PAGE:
All’s Cool Again at Allegheny Commons
Conflicts are the bread-and-butter of journalism, of course — so much so that readers and reporters alike can find it all occasionally wearying.
So when a big, juicy conflict comes to a sorta-kinda happy resolution, it’s a relief to share the news.
Turns out it’s also instructive to take a closer look at the process and ask ourselves, “How the heck did that happen?” The people who threw themselves into protecting Allegheny Commons Park aren’t completely sure, but most of them — most — feel considerably less worried than they were this time last October.
“It was at Pumpkin Fest last year that we built the edifice,” recalled Bernie Beck, former president of the East Allegheny Community Council.
The “edifice” was a plywood mock-up of a cooling station Duquesne Light intended to build in the northeast corner of Allegheny Commons Park, and it was almost as attractive as the utility’s proposed 9-foot-tall, 28-foot-long metal structure promised to be. Which is to say, not very.
Allegheny Commons is the city’s oldest park, established by state legislation in 1867. A $2.3 million overhaul of the Northeast Common is slated to begin this fall, as part of the $16 million “Allegheny Commons Restoration Initiative.” So when Duquesne Light announced in May 2009 its unilateral decision to put a cooling station in that northeast section, citizens responded with indignation, public meetings and that attention-grabbing life-size mock-up.
Almost as quickly as it appeared, the plywood eyesore came down, but it had done its job. A year later, Duquesne Light crews appear to be well under way on an alternative site.
They’ve been busy at their 1970s-era underground facility in the Northeast Common, but at street level they’re headed east, digging a trench to 728 Cedar Ave., a residential property that Duquesne Light recently acquired. Neighbors say a garage there will be razed to make way for a new cooling station.
It seems that utilities, like God, move in mysterious ways, because none of the community participants I interviewed could say exactly how this new plan came to be.
Alida Baker, the Commons Initiative project manager, credits the combination of vigilant community groups, restoration steering committee input, city Councilwoman Darlene Harris and the weight of historic state legislation with changing Duquesne Light’s direction.
“They didn’t really discuss what they would do — it just became apparent,” Ms. Baker said.
That observation was seconded by Mr. Beck. “They bought the [residential] property before they discussed it with us,” he said. “When we raised a fuss, they held meetings and they came to ours.”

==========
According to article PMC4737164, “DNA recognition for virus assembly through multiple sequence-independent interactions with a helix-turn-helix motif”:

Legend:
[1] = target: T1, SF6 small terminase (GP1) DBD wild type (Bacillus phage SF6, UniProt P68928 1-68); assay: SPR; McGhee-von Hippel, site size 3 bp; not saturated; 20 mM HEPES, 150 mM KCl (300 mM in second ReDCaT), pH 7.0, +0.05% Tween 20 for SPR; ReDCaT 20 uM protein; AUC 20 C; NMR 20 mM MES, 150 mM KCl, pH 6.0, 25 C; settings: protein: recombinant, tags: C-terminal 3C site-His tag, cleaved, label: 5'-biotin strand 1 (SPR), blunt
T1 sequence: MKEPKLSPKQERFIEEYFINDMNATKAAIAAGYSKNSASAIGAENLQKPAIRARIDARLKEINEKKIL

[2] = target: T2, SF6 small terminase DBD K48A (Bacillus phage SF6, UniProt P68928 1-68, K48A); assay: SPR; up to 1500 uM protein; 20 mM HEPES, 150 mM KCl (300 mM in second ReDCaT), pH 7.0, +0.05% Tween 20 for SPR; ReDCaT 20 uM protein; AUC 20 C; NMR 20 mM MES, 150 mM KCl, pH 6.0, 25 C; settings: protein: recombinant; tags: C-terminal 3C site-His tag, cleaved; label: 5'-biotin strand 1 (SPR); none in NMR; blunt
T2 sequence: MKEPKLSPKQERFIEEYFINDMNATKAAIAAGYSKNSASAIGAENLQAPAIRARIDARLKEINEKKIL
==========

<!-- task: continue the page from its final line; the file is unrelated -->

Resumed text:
He last heard from the utility in March and was “still waiting for them to get back to us” when construction began. While it’s somewhat unpalatable, it’s not uncommon for a large entity to buy property as quietly as possible, thus keeping the price down.
However obscure part of the process was, the utility seems to have engaged the community when it had to. “We held some meetings with stakeholders,” said spokesman Joe Vallarian. “We’re happy we were able to come to something that everyone could agree on.”
Well, almost everybody. Charles Angemeer joined the community’s opposition to potential despoiling of the Commons as soon as he moved into the neighborhood in July 2009. The issue died down a bit, and his work picked up, so he was thunderstruck to learn recently that his front door is only 30-some feet from the utility’s new building site.
“The level of outrage I have toward Duquesne Light is pretty high,” he said. “They did not make their plans known to me — not a single piece of mail.”
Mr. Angemeer worries about safety, noise, quality of life and property values, and given Duquesne Light’s track record, “How responsive are they going to be to any issue that I, my wife or any other property owner might raise? Their consideration up to this point has been nonexistent.”
Well, Duquesne Light did bear in mind the pending park restoration, Mr. Vallarian noted. “That’s why we are going ahead and doing that part of our project first.”
He said there’s “no finalized plan” for what the cooling station will look like and thus no timeline for completion, but Mr. Beck is confident “it will be a pretty benign little building.”
The community council also hopes to acquire the adjacent empty house, to continue its Cedar Avenue sprucing-up.
So like I promised up front, a kinda-sorta happy ending where almost everyone gets some of what they wanted. That’s life — you heard it here first.